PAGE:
White was considered a color of mourning at the time, but Mary loved the shade (and likely how it looked against her pale skin and striking red hair). She chose a white gown for her Notre Dame wedding to Francis II. According to the Discours du grand et magnifique triumphe, an historical account of the day, "[The] Queen-Dauphine … was dressed in a garment white as a lily and so sumptuously and richly made that it would be impossible to describe it and of which two young ladies carried a wonderfully long train." The marriage only lasted two and a half years—Francis, who was always in poor health, died in December 1560 at age 16.
7. Mary loved golf.
Golfers worldwide revere Scotland's St. Andrews as the "Cathedral of Golf." It's considered the oldest golf course in the world, and Mary had a vacation cottage there and played often. She had likely learned the game as a child in France (or, at least a similar pastime called pell mell), and one longstanding story is that she coined the term caddie based on the military cadets who carried the clubs for royal players. According to sports columnist Sally Jenkins, "It's thought that her accented pronunciation of the term was further bent by a brogue when she came to Scotland to assume the throne."
But Mary's love of golf also drew harsh criticism and was seen as proof that she conspired to kill her second husband, Henry Stuart, Lord Darnley. "She was so keen on the game that she was accused of cold-bloodedness for playing a round just days after her husband was assassinated," Jenkins wrote.
8. She used to wash her face in white wine.
In the 16th century, it was fashionable for those who could afford it to bathe in white wine. Mary had incredibly fair skin, and the antiseptic properties of white wine essentially worked as a toner. During her long imprisonment in England, the Earl of Shrewsbury, to whom she had been entrusted, was known to complain about the costs of her beauty routine.
9. The Protestant Elizabeth I was godmother to Mary's son.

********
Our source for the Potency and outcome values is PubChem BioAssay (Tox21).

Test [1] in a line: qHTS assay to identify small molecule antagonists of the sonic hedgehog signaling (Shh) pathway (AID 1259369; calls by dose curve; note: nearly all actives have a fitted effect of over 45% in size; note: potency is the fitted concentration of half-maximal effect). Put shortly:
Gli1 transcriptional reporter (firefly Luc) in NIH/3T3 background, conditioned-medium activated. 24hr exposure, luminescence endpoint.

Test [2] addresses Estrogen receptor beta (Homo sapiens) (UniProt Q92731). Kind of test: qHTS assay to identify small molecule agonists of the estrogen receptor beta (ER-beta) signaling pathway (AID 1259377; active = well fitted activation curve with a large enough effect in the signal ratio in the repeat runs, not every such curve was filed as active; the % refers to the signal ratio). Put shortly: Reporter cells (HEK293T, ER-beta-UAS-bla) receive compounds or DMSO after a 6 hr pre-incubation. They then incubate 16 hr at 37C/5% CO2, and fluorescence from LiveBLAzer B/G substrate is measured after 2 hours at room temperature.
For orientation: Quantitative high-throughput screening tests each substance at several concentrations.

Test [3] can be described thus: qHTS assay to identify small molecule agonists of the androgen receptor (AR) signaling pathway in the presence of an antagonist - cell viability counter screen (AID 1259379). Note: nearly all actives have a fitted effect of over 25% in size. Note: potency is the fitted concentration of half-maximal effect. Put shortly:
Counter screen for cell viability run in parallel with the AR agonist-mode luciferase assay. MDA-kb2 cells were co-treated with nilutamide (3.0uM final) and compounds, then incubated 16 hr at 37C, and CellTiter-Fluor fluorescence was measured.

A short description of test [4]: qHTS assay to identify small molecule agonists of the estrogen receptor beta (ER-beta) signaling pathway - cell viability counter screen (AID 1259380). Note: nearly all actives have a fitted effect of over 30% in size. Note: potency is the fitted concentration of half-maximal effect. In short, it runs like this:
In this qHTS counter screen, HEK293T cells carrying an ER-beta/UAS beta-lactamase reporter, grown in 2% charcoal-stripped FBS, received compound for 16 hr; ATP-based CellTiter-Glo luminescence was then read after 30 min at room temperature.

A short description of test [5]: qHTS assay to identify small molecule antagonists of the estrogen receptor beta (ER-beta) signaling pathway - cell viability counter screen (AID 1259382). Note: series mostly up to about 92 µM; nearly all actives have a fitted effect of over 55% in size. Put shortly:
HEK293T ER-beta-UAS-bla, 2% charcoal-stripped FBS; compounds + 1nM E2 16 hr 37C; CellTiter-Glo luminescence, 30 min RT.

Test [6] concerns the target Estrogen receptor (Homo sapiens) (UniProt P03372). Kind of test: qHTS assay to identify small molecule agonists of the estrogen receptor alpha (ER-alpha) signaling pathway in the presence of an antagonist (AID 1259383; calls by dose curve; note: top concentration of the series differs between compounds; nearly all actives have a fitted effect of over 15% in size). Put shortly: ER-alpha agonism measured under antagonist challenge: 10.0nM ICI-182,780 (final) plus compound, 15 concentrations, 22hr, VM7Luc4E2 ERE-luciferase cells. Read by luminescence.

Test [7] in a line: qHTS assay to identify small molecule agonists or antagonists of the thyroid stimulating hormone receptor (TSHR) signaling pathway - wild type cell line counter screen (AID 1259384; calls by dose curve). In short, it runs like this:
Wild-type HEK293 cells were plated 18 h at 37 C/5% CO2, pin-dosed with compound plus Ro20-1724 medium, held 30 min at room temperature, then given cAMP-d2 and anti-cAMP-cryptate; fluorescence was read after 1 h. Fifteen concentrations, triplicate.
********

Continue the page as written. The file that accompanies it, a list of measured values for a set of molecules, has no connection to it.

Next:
Though the crux of Mary and Elizabeth's rivalry was the line of succession and their religions (and those of their respective countries), Elizabeth served as the godmother to Mary's son, James VI. Elizabeth sent a proxy to the christening, and like her reluctance to meet Mary in person, Elizabeth only ever corresponded by letter with James VI.
The birth of James did eventually solve the ongoing issue of succession for both countries. Though Elizabeth insisted on keeping Mary under house arrest when she fled the uprisings in Scotland and sought solace in England (Mary was also forced to abdicate her throne to a then 13-month-old James), she did eventually name James as her successor. Upon Elizabeth's death in 1603, he became James VI and I—the sixth of Scotland and first of England—and the first monarch to jointly rule the sovereign states (known as the Union of the Crowns).
10. Her pet terrier was hiding under her skirts at her execution.
Much has been made of the botched beheading at Mary's execution. After 18-some years of living under house arrest in England (and as an ongoing, living threat to Elizabeth's crown), Mary was convicted of conspiring to kill her cousin. On February 8, 1587, at age 44, she approached the block, "cast off her black gown to reveal a red dress underneath, the shade of Catholic martyrdom," and had her neck hacked at least three times by the fumbling executioner, who then dropped her head when he grabbed it by the wig.
But as devastating as that entire episode was for everyone in attendance, what happened next made an awful situation even worse. Mary's pet terrier "had hidden itself in the folds of her petticoat and sneaked onto stage," according to Guy. "When detected, it ran about wailing miserably and lay down in the widening pool of blood between her severed head and shoulders."
11. Mary, Queen of Scots is buried at Westminster Abbey, right next to Elizabeth I.
Though they never met in person, despite all their correspondence, Mary and Elizabeth's tombs are side by side in Westminster Abbey's Lady Chapel. Following Mary's execution, Elizabeth ignored her request to be buried in France and had her interred at Peterborough Cathedral in a Protestant ceremony. Twenty-five years later, in 1621, Mary's son James VI and I had her reinterred at Westminster. And though her tomb is next to her rival cousin's, they are separated by a nave—even in death, their crypts aren't quite in view of each other.